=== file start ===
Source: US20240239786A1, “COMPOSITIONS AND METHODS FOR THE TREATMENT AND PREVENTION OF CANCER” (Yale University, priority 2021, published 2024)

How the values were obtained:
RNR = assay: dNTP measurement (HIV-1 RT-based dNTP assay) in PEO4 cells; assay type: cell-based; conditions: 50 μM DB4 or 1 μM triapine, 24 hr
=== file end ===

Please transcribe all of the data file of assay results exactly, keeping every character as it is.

Source: US20240239786A1, “COMPOSITIONS AND METHODS FOR THE TREATMENT AND PREVENTION OF CANCER” (Yale University, priority 2021, published 2024)

How the values were obtained:
RNR = assay: dNTP measurement (HIV-1 RT-based dNTP assay) in PEO4 cells; assay type: cell-based; conditions: 50 μM DB4 or 1 μM triapine, 24 hr